The Bahamas was one of the pioneering nations to join the phenomenon of Digital Nomad Visas in 2020 with their Bahamas Extended Access Travel Stay (BEATS) program. However, a recent newsflash and at least one personal experience unveiled that BEATS is now a dead-beat, aka suspended.
Originally launched through the Bahamas Ministry of Tourism, nomads wishing to temporarily settle in the Bahamas through BEATS simply had to apply online, potentially do some follow-up with their application to secure timely approval, and then pay a fee of $1000 USD plus an additional $500 USD for each dependent for the 365-day digital nomad visa. Overall, a minimal process to set up home in a Caribbean Island for one full year.
As residents of the Bahamas, digital nomads were also free to enter and exit the country as any other lawful resident. A common pastime to not only experience the country they’re residing in, but other nearby destinations as well. Additionally, they can secure local housing, potentially rent a car and settle into their new home. (Though not open a bank account....)
In a previous article announcing the opening of Brazil’s digital nomad visa, I wrote that digital nomad visas appear to be a win-win for everyone—nomads and host countries. In full transparency we must be reminded that Digital Nomad Visas are still very much untested waters. This uncharted world of visas may turn out to have some negative implications after all. The suspension of the Bahamas BEATS may be showing us the first signs of potential downfalls.
BEATS suspension flyer released on Facebook
What does this suspension mean?
The announcement of this suspension only consists of a vague single page flyer released through Facebook. The key detail to note is that it has a stamp from the Ministry of Immigration rather than the Ministry of Tourism, who originally launched the program. Furthermore, the flyer was unclear whether the suspension was for new applicants, or also affected those currently living in the Bahamas on the BEATS program. Unfortunately, it appears to be suspended for both new and existing applicants.
If someone currently living in the Bahamas on a BEATS Digital Nomad visa leaves and tries to re-enter, they will now be given a 90-day tourist stamp. Not only is this unsettling, but not all passport holders are eligible for a visitor’s visa upon arrival. In addition, folks who held a Digital Nomad Visa, and left the country, were not given prior warning that this suspension was to occur. The news came as they tried to re-enter on paid for and secured Digital Nomad Visa only to be told it was no longer valid. What happens then? Considering the logistics those on digital nomad visas have secured in their host country — rental home, car, etc. — this could potentially leave some digital nomads astray, unexpectedly costing them significant amounts of money and a logistical nightmare. Beyond this, a fee of $1000+ was paid to secure the visa which now turns out to be invalid.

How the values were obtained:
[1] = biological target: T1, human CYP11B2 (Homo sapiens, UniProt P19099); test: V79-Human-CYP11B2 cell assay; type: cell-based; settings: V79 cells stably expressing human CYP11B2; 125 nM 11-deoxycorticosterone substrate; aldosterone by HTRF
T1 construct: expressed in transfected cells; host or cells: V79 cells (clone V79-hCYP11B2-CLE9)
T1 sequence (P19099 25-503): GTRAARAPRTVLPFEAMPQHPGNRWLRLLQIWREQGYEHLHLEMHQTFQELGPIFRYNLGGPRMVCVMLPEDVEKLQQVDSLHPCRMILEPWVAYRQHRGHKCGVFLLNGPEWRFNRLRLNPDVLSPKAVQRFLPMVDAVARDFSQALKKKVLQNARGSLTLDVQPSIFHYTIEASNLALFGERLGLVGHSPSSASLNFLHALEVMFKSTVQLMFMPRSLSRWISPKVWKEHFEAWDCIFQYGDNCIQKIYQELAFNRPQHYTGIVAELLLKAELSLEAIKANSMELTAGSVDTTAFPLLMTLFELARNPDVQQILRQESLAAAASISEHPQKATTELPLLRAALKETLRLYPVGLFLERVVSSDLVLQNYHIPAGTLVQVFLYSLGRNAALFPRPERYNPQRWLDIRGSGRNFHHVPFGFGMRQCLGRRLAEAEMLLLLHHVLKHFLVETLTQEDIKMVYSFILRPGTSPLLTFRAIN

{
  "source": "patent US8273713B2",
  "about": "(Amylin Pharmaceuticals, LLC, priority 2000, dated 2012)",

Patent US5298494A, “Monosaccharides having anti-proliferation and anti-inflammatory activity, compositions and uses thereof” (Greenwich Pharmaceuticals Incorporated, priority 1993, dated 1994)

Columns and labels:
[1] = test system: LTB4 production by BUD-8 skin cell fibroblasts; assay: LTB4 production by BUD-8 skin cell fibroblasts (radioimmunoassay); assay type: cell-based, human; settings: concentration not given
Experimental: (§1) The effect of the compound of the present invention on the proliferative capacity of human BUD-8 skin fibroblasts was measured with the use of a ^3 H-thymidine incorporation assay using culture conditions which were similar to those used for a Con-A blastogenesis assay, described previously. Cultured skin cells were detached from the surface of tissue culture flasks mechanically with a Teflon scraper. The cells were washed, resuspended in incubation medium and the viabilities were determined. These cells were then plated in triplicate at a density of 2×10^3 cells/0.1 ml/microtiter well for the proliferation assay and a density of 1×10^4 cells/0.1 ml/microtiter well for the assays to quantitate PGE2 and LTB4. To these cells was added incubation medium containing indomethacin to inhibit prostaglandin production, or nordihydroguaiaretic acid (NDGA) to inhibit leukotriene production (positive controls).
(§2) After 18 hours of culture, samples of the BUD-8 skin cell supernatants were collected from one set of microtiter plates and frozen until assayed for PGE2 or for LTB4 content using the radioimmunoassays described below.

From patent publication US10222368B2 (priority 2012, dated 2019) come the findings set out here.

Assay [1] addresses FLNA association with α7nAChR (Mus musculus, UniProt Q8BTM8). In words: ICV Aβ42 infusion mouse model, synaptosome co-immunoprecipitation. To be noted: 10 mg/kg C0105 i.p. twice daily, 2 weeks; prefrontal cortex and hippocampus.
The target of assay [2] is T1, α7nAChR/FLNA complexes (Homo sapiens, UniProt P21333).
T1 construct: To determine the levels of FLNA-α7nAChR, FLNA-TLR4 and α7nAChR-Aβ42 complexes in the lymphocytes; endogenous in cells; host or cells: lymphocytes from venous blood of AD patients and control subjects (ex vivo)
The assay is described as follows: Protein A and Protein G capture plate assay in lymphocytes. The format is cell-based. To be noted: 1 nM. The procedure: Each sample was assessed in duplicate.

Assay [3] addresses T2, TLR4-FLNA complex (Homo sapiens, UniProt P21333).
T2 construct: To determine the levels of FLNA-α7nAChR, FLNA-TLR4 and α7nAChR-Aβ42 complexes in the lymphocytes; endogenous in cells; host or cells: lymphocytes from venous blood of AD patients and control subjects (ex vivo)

So, what happens now?
It seems the Bahamas Ministry of Tourism and Ministry of Immigration are still sorting this out. Hopefully the problem will soon be solved without much backlash, if not we can speculate nomads will be seeking out new destinations with a hint of skepticism related to the security of a Digital Nomad Visa. Nonetheless, the Bahamas is still the beloved Bahamas, known for beautiful beaches and open hearts, so the love affair between the islands and digital nomads shall carry on despite these current murky waters.
Stay tuned as we dig deeper into the matter to provide you with the full story.
This article is a Relocate Community Article written by Kathryn Funk, Content and Community Director at Relocate.